by Carlo Santos,


GN 7

Claymore GN 7
In a distant land, monsters known as Yoma are the greatest threat to humankind. However, a powerful race of warriors known as Claymores are the one thing that can stop the Yoma. One Claymore known as Clare is a bit different from the rest: she's traveling with a young boy named Raki, and has sworn to protect him despite her dangerous line of work. When a rival Claymore named Ophelia comes after Clare, she knows she must send Raki away to safety. Now Clare finds herself facing Ophelia in a one-on-one duel against a warrior who is clearly more talented. Perhaps a figure from Clare's past will come to her aid—but just how much aid will Clare need once the battle is over and her wounds are counted up?

Conventional wisdom says that the Jump line of manga is all about finding unique, talented artists and then handcuffing them into long, repetitive storylines. And so it is with Claymore, which showcases an artist's unique style while delivering some decidedly average substance. Norihiro Yagi may be one of the greatest fantasy illustrators of our time—rich backgrounds and brutal battle scenes will attest to that—but his talent is put into the service of a ho-hum adventure story where, not surprisingly, people fight a lot. Volume 7 does a bit of digging into the main character's past, but it's still secondary to the real reason that people love Claymore: incredible creatures, incredible landscapes, and incredible fights.

But first, the not-so-incredible stuff. This volume arrives at the tail end of one story arc and triggers the start of the next, leaving it in an awkward in-between place as far as the overall plot goes. What really hurts it, though, is just how mechanical the storytelling is—there's a point where straightforward turns into boring, and this has definitely entered that realm. Clare sends off Raki; Clare fights Ophelia; mysterious interloper shows up; Clare trains her skills—well, that's about 80% of the volume right there, with no complexity, no dramatic push-and-pull, just a droning recitation of what could be a far more exciting adventure. Even the occasional attempts at drama feel oddly distant, as if the characters were behaving out of obligation rather than emotion. When Clare splits up with Raki, it's not so much "Leave now even though it's breaking my heart"; instead, it's more like "Leave now because that's the obvious next step in the plot." And that really is what's happening a lot of the time—just trying to get to the next step in the plot.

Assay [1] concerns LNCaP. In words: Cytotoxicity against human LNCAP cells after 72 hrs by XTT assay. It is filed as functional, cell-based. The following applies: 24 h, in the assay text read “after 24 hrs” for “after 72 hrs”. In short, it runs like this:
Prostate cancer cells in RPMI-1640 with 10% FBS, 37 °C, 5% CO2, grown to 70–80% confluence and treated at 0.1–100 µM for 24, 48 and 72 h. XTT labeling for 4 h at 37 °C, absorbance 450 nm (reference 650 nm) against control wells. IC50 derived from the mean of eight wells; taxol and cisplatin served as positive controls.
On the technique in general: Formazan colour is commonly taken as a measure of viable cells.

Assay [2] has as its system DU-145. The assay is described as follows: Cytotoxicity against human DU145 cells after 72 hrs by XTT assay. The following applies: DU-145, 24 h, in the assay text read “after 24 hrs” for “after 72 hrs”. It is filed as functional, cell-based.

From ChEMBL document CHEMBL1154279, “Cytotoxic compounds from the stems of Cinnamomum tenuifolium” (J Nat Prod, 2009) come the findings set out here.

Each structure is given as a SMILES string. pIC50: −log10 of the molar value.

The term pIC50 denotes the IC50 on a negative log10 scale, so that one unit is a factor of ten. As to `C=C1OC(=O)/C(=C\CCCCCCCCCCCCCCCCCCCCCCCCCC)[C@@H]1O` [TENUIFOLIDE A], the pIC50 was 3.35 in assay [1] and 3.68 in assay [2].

However, this volume does get interesting at the point where a blast from Clare's past shows up. When in doubt, just develop some backstory, and in this case it works—we learn more about the circumstances surrounding Clare's deceased partner as well as her own motivation for fighting. It's moments like these where the series does show its heart, looking into why a Claymore would choose such a tragic path for herself. Still, this is but one scene in the book, and there are plenty of other scenes where the only prevailing emotion is bloodlust. Let's face it: pure swordfighting action is where the series excels, so even if the story should falter, it can still resort to delivering heavy doses of adrenaline at the very least.